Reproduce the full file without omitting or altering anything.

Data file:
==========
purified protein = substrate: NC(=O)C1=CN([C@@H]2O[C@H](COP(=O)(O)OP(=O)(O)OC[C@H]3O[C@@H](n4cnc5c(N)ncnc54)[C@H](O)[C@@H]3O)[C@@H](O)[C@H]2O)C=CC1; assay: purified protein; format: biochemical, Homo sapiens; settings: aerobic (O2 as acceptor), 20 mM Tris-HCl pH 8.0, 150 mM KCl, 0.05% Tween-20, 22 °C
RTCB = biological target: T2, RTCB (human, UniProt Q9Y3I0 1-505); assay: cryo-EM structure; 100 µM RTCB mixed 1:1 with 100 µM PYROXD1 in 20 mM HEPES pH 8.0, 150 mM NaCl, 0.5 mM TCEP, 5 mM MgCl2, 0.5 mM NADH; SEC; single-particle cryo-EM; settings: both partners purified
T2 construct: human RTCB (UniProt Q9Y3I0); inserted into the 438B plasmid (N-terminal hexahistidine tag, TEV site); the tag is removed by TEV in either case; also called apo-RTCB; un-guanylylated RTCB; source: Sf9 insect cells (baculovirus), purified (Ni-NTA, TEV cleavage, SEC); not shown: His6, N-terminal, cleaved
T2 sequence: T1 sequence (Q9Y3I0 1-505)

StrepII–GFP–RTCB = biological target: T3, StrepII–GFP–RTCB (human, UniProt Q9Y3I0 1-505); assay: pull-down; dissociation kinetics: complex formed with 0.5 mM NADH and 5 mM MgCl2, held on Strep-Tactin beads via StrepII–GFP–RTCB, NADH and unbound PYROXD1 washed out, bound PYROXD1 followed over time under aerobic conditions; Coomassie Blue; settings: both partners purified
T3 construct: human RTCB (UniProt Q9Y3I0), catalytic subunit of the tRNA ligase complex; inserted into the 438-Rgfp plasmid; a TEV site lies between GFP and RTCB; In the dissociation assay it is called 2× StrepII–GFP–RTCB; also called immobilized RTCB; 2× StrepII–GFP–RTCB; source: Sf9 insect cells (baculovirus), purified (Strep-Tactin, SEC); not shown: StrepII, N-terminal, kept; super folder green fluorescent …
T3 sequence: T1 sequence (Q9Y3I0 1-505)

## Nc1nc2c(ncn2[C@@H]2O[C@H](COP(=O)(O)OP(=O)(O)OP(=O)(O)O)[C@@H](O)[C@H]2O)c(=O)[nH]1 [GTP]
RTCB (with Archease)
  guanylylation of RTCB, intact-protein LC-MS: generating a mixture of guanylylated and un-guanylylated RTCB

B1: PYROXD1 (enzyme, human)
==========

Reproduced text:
purified protein = substrate: NC(=O)C1=CN([C@@H]2O[C@H](COP(=O)(O)OP(=O)(O)OC[C@H]3O[C@@H](n4cnc5c(N)ncnc54)[C@H](O)[C@@H]3O)[C@@H](O)[C@H]2O)C=CC1; assay: purified protein; format: biochemical, Homo sapiens; settings: aerobic (O2 as acceptor), 20 mM Tris-HCl pH 8.0, 150 mM KCl, 0.05% Tween-20, 22 °C
RTCB = biological target: T2, RTCB (human, UniProt Q9Y3I0 1-505); assay: cryo-EM structure; 100 µM RTCB mixed 1:1 with 100 µM PYROXD1 in 20 mM HEPES pH 8.0, 150 mM NaCl, 0.5 mM TCEP, 5 mM MgCl2, 0.5 mM NADH; SEC; single-particle cryo-EM; settings: both partners purified
T2 construct: human RTCB (UniProt Q9Y3I0); inserted into the 438B plasmid (N-terminal hexahistidine tag, TEV site); the tag is removed by TEV in either case; also called apo-RTCB; un-guanylylated RTCB; source: Sf9 insect cells (baculovirus), purified (Ni-NTA, TEV cleavage, SEC); not shown: His6, N-terminal, cleaved
T2 sequence: T1 sequence (Q9Y3I0 1-505)

StrepII–GFP–RTCB = biological target: T3, StrepII–GFP–RTCB (human, UniProt Q9Y3I0 1-505); assay: pull-down; dissociation kinetics: complex formed with 0.5 mM NADH and 5 mM MgCl2, held on Strep-Tactin beads via StrepII–GFP–RTCB, NADH and unbound PYROXD1 washed out, bound PYROXD1 followed over time under aerobic conditions; Coomassie Blue; settings: both partners purified
T3 construct: human RTCB (UniProt Q9Y3I0), catalytic subunit of the tRNA ligase complex; inserted into the 438-Rgfp plasmid; a TEV site lies between GFP and RTCB; In the dissociation assay it is called 2× StrepII–GFP–RTCB; also called immobilized RTCB; 2× StrepII–GFP–RTCB; source: Sf9 insect cells (baculovirus), purified (Strep-Tactin, SEC); not shown: StrepII, N-terminal, kept; super folder green fluorescent …
T3 sequence: T1 sequence (Q9Y3I0 1-505)

## Nc1nc2c(ncn2[C@@H]2O[C@H](COP(=O)(O)OP(=O)(O)OP(=O)(O)O)[C@@H](O)[C@H]2O)c(=O)[nH]1 [GTP]
RTCB (with Archease)
  guanylylation of RTCB, intact-protein LC-MS: generating a mixture of guanylylated and un-guanylylated RTCB

B1: PYROXD1 (enzyme, human)